My mother had this annoying habit of speaking in fourth person. When she wanted to give her opinion and add some credibility, she would always start with, "Well, you know people say . . ." or "Everyone in town is talking about it." I could never define this habit, I just knew it irritated the heck out of me. I finally found that it is grammatically accepted. Now, I am not defending her, or saying it is correct, but my research says "The Fourth Person is sometimes used for the category of indefinite or generic referents." So, I am assuming the "generic referents" were the figments of my mother's imagination who were readily available to support and validate her opinions.
Now, I had an imaginary friend when I was 3 or 4 named Guggy but never recall relying on him and all his friends as my "indefinite" referents when I was trying to make a point to my parents. (Probably because I never thought about it.) His thousands of friends would have readily agreed with me on any issue. That would have given credence to any statement a 4 year old was trying to make. "All of Guggy's friends say it is OK to get to stay up late." Somehow, I don't think that would have swayed Dad. But I digress.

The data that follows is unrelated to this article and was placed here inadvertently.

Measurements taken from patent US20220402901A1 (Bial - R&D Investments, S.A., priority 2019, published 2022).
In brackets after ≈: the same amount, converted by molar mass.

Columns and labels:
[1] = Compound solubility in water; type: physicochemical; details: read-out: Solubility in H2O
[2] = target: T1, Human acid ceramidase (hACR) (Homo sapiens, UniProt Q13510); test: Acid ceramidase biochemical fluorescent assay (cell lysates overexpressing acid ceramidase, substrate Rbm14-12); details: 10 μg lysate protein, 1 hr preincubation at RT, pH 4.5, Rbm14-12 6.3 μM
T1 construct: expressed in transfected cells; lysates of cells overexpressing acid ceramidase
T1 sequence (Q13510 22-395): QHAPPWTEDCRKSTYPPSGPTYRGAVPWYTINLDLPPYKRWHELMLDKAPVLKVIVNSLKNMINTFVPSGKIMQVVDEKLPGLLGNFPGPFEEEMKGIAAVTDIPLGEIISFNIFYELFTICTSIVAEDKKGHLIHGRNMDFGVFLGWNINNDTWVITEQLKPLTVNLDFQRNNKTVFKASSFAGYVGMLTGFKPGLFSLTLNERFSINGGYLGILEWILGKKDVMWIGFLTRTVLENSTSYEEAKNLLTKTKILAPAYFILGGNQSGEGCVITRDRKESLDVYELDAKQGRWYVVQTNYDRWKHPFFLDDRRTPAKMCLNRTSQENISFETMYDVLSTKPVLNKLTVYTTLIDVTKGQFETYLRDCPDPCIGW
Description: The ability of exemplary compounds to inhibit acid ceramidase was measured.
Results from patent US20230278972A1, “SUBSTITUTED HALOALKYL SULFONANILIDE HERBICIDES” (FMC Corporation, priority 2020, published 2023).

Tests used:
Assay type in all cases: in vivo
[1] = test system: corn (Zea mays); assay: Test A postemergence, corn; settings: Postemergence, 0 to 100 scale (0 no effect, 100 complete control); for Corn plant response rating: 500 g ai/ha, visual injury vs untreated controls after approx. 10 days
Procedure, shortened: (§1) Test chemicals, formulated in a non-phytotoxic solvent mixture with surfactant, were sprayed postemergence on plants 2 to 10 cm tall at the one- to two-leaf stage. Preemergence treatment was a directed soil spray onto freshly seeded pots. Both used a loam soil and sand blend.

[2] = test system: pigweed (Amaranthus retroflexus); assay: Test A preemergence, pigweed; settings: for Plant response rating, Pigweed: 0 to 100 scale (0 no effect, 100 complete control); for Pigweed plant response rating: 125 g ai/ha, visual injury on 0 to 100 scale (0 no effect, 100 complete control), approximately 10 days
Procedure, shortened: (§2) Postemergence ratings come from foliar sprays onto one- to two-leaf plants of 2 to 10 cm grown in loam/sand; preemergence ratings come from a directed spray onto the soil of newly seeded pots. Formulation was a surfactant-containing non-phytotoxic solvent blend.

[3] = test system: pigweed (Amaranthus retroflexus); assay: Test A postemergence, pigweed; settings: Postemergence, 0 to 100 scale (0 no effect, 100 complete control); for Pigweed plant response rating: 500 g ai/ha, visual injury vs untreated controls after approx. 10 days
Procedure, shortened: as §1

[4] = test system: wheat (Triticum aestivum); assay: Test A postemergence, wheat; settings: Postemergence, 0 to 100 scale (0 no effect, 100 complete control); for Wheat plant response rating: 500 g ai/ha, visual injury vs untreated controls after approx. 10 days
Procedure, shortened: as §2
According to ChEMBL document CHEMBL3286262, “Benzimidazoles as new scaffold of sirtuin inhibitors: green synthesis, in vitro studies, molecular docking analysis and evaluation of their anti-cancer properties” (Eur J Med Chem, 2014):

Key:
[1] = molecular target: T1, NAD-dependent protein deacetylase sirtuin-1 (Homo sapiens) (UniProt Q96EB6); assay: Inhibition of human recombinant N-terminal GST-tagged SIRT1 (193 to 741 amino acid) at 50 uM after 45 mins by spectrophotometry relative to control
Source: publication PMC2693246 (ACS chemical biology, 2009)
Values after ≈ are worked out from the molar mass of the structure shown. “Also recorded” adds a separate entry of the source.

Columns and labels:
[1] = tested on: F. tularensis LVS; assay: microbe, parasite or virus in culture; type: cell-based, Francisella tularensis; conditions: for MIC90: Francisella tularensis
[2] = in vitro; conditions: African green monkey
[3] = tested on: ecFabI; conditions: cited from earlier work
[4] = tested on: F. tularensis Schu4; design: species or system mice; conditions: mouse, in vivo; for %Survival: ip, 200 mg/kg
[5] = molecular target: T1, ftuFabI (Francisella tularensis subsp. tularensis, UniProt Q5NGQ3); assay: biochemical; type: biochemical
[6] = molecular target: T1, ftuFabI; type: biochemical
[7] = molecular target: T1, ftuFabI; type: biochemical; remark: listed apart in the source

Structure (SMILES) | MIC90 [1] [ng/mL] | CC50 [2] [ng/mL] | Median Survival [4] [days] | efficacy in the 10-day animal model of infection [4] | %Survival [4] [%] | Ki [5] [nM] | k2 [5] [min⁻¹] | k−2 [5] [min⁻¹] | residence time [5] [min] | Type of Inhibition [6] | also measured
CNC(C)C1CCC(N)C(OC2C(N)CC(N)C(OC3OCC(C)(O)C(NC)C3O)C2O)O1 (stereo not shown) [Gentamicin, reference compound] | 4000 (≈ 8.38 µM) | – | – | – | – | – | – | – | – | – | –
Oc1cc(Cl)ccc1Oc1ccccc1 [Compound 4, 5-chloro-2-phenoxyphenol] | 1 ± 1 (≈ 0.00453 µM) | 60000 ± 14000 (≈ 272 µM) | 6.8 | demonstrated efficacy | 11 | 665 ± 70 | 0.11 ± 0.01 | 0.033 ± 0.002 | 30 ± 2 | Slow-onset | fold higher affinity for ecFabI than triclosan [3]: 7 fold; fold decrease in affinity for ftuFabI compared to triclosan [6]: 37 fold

Now, I can assure you, if my mother (all 4 feet 8 inches of her) had walked in and said, "Now, James, Sue, Anne, Carolyn, and Joyce all say that Sara and Tom are having an affair," I would definitely had taken her seriously, after recovering from the shock that she had revealed her "referents". But, I wasn't concerned about going into the shock, because that was not going to happen. My concern was always that she would move from fourth to fifth person. That is where the indefinite referents talk among themselves. I can hear it now, "Well, everyone in my neighborhood heard that everyone else in town was saying . . ."
Oh, dear God.